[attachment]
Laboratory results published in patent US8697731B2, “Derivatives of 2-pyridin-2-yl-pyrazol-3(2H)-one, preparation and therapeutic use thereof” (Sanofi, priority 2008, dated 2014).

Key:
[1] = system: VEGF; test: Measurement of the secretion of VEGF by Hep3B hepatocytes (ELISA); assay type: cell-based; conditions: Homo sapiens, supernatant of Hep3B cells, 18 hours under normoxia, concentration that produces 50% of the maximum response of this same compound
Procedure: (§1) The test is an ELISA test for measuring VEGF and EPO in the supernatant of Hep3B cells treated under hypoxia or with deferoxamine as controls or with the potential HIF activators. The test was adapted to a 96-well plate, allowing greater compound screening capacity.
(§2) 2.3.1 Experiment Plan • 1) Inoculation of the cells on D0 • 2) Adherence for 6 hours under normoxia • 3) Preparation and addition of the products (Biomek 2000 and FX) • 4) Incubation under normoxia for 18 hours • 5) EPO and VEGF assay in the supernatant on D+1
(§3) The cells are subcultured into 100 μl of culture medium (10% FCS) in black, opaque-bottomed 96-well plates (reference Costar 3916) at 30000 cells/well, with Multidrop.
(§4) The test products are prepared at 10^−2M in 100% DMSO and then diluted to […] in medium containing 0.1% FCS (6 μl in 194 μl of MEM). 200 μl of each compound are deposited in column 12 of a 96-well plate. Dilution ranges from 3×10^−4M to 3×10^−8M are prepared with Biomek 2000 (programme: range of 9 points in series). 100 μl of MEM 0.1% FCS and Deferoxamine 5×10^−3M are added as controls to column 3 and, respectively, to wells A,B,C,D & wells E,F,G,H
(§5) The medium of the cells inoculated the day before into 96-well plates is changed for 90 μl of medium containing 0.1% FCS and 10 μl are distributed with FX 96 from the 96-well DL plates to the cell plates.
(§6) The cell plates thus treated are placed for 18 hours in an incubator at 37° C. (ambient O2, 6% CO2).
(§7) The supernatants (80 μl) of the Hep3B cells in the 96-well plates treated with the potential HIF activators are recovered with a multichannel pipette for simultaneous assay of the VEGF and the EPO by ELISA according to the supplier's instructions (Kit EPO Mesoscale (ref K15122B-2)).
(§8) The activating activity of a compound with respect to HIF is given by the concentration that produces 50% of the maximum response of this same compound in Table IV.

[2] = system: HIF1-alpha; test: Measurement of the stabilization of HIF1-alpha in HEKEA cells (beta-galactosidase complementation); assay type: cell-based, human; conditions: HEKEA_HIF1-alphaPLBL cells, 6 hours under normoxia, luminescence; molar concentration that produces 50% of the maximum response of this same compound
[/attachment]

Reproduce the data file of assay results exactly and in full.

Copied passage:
Laboratory results published in patent US8697731B2, “Derivatives of 2-pyridin-2-yl-pyrazol-3(2H)-one, preparation and therapeutic use thereof” (Sanofi, priority 2008, dated 2014).

Key:
[1] = system: VEGF; test: Measurement of the secretion of VEGF by Hep3B hepatocytes (ELISA); assay type: cell-based; conditions: Homo sapiens, supernatant of Hep3B cells, 18 hours under normoxia, concentration that produces 50% of the maximum response of this same compound
Procedure: (§1) The test is an ELISA test for measuring VEGF and EPO in the supernatant of Hep3B cells treated under hypoxia or with deferoxamine as controls or with the potential HIF activators. The test was adapted to a 96-well plate, allowing greater compound screening capacity.
(§2) 2.3.1 Experiment Plan • 1) Inoculation of the cells on D0 • 2) Adherence for 6 hours under normoxia • 3) Preparation and addition of the products (Biomek 2000 and FX) • 4) Incubation under normoxia for 18 hours • 5) EPO and VEGF assay in the supernatant on D+1
(§3) The cells are subcultured into 100 μl of culture medium (10% FCS) in black, opaque-bottomed 96-well plates (reference Costar 3916) at 30000 cells/well, with Multidrop.
(§4) The test products are prepared at 10^−2M in 100% DMSO and then diluted to […] in medium containing 0.1% FCS (6 μl in 194 μl of MEM). 200 μl of each compound are deposited in column 12 of a 96-well plate. Dilution ranges from 3×10^−4M to 3×10^−8M are prepared with Biomek 2000 (programme: range of 9 points in series). 100 μl of MEM 0.1% FCS and Deferoxamine 5×10^−3M are added as controls to column 3 and, respectively, to wells A,B,C,D & wells E,F,G,H
(§5) The medium of the cells inoculated the day before into 96-well plates is changed for 90 μl of medium containing 0.1% FCS and 10 μl are distributed with FX 96 from the 96-well DL plates to the cell plates.
(§6) The cell plates thus treated are placed for 18 hours in an incubator at 37° C. (ambient O2, 6% CO2).
(§7) The supernatants (80 μl) of the Hep3B cells in the 96-well plates treated with the potential HIF activators are recovered with a multichannel pipette for simultaneous assay of the VEGF and the EPO by ELISA according to the supplier's instructions (Kit EPO Mesoscale (ref K15122B-2)).
(§8) The activating activity of a compound with respect to HIF is given by the concentration that produces 50% of the maximum response of this same compound in Table IV.

[2] = system: HIF1-alpha; test: Measurement of the stabilization of HIF1-alpha in HEKEA cells (beta-galactosidase complementation); assay type: cell-based, human; conditions: HEKEA_HIF1-alphaPLBL cells, 6 hours under normoxia, luminescence; molar concentration that produces 50% of the maximum response of this same compound